We squint really hard at the intersection of race, gender, and science
Last Saturday at Verso Books, our own Emily Brooks spoke on a panel about race, gender, and science along with members of Science for the People and BYP 100. The speakers drew some brutal lines between past and present that have been echoing all week in the news. On those echoes:
Our Bodies, Ourselves will cease production after nearly fifty years, but the problem it was first created to address persists: when women people speak about what they’re experiencing, whether it’s menstrual cramps or fibromyalgia or sexual assault, they aren’t believed. There’s the case of Essure, a small metal birth control device that functions by triggering a build-up of scar tissue in the fallopian tubes. That’s ghastly enough, right, but here’s the horror show: It took 26,000 complaints, 8 deaths, and over 15 years for the FDA to restrict sales of the device to doctor’s offices, which they finally did last week.
And then there’s the case of black maternal and infant mortality mortality rates in this country, which Linda Villarosa has documented in a piece for the New York Times Magazine. Racism is killing black mothers and black babies, and no amount of wealth, education, or fame really helps. In fact, the racial disparity between black and white infant mortality rates is worse today than it was in 1850, during chattel slavery. Those takeaways from the story have made the rounds on social media, but here’s another statistic that made me scroll back up and blink rapidly: In 2016, a study found that white medical students and residents often believe pernicious myths about black bodies and pain, such as “black skin is thicker than white” and “blacks have less-sensitive nerve endings than whites.” The year of that study, again, is 2016.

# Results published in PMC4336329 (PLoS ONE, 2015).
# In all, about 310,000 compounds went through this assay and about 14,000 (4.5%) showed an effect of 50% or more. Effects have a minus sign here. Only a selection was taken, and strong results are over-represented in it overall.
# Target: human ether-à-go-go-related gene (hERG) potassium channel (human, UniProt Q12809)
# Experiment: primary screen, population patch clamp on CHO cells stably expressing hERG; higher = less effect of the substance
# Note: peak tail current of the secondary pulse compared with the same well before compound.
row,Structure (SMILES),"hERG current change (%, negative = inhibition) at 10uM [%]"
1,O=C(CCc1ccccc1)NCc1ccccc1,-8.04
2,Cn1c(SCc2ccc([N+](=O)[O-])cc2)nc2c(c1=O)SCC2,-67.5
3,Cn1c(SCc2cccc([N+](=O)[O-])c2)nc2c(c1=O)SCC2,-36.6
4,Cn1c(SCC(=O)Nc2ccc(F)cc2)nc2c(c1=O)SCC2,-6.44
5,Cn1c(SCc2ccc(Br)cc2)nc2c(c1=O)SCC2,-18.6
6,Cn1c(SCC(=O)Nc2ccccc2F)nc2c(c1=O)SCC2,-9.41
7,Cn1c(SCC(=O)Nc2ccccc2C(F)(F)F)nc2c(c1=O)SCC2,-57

In the 1840s, a doctor named J. Marion Sims believed those same myths about black bodies and pain. Hailed as “the father of gynecology,” he performed scores of experimental surgeries on enslaved black women, without anesthetic. Three of the women were named Lucy, Anarcha, and Betsy; the names of the other seven are unknown.
In 2018--this Tuesday, actually--the city finally caved to public pressure and removed a statue of Sims from Central Park, after years of advocacy by groups like East Harlem Preservation. They’re still fighting to get the city to remove the engraved pedestal.
So, there’s work to be done. Here’s where you can donate to Birthmark Doulas, the real star of that New York Times Magazine piece; they are a birth justice group that is transforming outcomes for black pregnant and parenting people. And here’s where you can donate to East Harlem Preservation.